PICATINNY ARSENAL, N.J. -- The Army's newest Senior Service College has begun accepting applications for its first class.
Applicants can apply to the Picatinny Arsenal Senior Service College Fellowship through March 29.
The Defense Acquisition University Senior Service College Fellowship (SSCF) is a 10-month, graduate-level program that prepares Army senior civilians for high-level Army acquisition and sustainment careers, explained Chris Grassano, Director of Talent Management and Director of the Picatinny Arsenal Senior Service College Fellowship.
The Picatinny Arsenal SSCF is the Army's fourth SSCF. There are also SSCF sites in Huntsville, Alabama; Aberdeen Proving Ground, Maryland; and Warren, Michigan. All the sites participate via video telepresence, with instructors teaching from the various SSCF sites. There are breakout sessions within the sites, as well as online learning.
The SSCF's were established so that civilians could attend service college without having to relocate, and could attend classes from a local or regional location without the financial strain of moving their families or the burdens of being away from their families.
"While we have the regular Senior Service Colleges like the Eisenhower School (formerly the Industrial College of the Armed Forces (ICAF)) at Fort McNair, Virginia. About 10 years ago, the Army decided to launch the Senior Service College Fellowships," Grassano said.
"They recognized that it's a burden for civilians to leave their families for 10 months or move their families at their own expense, since it is not paid for like it is for the military. So it discourages civilians from attending because of the hardship."
In addition, the SSCF's are able to focus on specialty courses that are applicable to that location's mission.
"There's a core curriculum that's common across the Service Colleges, but then each site does a portion of their own thing and has their own flavor," Grassano said.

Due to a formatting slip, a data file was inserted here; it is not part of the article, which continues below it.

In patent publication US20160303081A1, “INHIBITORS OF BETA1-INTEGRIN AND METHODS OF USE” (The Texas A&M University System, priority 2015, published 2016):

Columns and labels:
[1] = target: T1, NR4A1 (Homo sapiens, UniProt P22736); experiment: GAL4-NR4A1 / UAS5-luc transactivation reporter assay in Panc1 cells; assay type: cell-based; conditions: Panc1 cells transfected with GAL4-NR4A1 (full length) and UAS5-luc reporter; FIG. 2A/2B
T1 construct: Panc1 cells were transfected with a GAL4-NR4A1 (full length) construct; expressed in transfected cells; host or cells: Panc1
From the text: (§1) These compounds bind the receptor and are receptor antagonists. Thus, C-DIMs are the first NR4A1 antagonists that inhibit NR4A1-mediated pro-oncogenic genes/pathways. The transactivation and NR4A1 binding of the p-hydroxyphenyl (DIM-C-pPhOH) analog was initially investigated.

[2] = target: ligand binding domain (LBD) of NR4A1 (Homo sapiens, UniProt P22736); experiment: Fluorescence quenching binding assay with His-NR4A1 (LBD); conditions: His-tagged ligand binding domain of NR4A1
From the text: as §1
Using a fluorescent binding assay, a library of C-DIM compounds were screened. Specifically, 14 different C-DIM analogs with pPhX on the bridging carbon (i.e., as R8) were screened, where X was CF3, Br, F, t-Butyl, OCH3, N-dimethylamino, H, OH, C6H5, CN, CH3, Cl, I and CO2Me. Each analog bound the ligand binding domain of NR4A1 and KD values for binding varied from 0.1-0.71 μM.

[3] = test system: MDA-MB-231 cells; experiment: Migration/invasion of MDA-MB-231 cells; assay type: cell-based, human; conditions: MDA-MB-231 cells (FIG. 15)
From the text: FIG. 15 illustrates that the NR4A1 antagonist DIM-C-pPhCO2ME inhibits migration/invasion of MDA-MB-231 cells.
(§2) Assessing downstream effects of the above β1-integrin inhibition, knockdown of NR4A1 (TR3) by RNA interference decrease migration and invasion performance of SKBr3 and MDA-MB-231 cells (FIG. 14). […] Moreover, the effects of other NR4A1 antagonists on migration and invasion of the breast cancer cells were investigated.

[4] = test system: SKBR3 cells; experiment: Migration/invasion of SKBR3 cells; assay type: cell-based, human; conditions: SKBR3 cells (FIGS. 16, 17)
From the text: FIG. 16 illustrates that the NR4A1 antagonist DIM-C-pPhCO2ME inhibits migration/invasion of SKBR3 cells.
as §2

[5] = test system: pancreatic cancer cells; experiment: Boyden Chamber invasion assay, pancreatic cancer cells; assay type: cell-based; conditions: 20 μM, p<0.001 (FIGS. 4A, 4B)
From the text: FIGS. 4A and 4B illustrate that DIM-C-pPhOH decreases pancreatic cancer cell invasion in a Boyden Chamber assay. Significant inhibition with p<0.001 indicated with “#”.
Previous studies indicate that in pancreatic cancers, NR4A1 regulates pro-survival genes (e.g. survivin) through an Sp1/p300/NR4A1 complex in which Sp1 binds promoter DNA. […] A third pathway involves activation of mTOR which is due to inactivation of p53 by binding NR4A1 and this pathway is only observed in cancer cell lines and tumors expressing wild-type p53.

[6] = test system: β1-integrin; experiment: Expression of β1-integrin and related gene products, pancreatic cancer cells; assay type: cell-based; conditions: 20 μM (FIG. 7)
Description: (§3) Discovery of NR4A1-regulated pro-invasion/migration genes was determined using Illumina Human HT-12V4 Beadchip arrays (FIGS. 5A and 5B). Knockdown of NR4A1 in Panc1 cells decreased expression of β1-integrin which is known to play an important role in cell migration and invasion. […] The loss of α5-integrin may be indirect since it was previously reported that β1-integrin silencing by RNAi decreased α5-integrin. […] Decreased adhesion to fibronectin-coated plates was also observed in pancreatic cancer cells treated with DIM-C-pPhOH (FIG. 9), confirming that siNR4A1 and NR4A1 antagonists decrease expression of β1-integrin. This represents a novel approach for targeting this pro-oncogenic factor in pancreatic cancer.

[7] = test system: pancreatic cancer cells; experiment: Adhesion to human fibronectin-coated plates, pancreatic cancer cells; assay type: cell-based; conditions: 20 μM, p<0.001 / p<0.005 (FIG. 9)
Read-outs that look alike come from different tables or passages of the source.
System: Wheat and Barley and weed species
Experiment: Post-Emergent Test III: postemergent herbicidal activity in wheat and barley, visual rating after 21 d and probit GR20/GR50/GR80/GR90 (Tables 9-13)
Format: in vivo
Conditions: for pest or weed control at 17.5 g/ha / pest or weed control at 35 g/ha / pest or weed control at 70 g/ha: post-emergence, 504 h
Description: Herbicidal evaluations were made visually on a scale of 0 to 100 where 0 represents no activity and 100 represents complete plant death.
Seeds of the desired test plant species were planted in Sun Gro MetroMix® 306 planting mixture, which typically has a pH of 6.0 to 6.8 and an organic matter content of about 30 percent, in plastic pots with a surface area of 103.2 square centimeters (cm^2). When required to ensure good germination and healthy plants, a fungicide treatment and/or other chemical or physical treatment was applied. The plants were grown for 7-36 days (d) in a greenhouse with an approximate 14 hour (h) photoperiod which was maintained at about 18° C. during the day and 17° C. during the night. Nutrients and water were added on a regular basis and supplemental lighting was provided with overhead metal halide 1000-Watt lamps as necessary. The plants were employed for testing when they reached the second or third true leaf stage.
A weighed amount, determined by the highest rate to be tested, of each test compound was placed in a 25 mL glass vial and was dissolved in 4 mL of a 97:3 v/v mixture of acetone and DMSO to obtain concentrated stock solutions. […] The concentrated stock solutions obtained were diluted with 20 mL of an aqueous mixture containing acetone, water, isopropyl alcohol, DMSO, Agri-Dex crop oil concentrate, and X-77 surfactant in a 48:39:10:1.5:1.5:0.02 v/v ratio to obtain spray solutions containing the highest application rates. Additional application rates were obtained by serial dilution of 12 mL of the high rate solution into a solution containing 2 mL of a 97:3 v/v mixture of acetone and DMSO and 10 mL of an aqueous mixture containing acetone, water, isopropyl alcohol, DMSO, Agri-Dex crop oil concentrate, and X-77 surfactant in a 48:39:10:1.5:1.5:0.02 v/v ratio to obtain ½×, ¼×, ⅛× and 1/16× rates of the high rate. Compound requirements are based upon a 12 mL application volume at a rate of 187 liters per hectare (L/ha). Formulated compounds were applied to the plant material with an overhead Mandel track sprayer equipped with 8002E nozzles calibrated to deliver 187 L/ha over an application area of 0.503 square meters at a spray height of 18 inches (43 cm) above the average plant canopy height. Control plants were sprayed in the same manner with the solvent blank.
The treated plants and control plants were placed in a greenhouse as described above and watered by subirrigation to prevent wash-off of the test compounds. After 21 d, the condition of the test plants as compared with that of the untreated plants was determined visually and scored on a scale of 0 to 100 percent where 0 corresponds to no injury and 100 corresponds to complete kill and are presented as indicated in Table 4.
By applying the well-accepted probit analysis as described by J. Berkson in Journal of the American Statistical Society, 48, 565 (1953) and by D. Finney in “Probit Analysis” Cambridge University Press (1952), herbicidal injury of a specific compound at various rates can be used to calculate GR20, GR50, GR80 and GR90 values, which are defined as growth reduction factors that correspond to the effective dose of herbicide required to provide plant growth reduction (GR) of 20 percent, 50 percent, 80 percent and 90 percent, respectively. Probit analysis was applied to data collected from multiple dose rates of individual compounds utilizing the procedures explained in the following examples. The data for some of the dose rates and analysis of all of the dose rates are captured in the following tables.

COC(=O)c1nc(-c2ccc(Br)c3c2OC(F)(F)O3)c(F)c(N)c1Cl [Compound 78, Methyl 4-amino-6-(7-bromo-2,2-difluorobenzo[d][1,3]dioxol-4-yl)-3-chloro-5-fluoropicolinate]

For instance, the Picatinny SSCF will have speakers and trips focused on armaments and ammunition, since that is the mission of the primary organizations on Picatinny. Other places such as the Detroit Arsenal SSCF can have unique aspects regarding vehicles, since that is the focus of many organizations in that community.
In addition to readings and analyzing case studies, students also take trips, such as visiting Capitol Hill, Combatant Commands and attending seminars.
"A lot of people, especially if they've stayed here at Picatinny, may work in one organization for a long time and don't have a broad view of what the Army or DOD is trying to do," Grassano said. "The curriculum allows students a much broader perspective of what's going on from a defense department perspective."
WHO SHOULD APPLY
Ideal applicants are GS-14 or GS-15 (or equivalent) civilians who want to advance their careers and serve the Army at a more senior level. Particularly, persons who have not had the opportunity for broadening experiences, such as working at the Pentagon or other organizations outside of Picatinny.
Grassano said the course is also for those who aspire to be a member of the Senior Executive Service or a deputy project manager (PM). "While Senior Service College is not mandatory to advance to these positions, it would weigh heavily on the boards who are selecting people for these positions. So if applicants don't have Senior Service College, then someone who will have it has the advantage," Grassano said.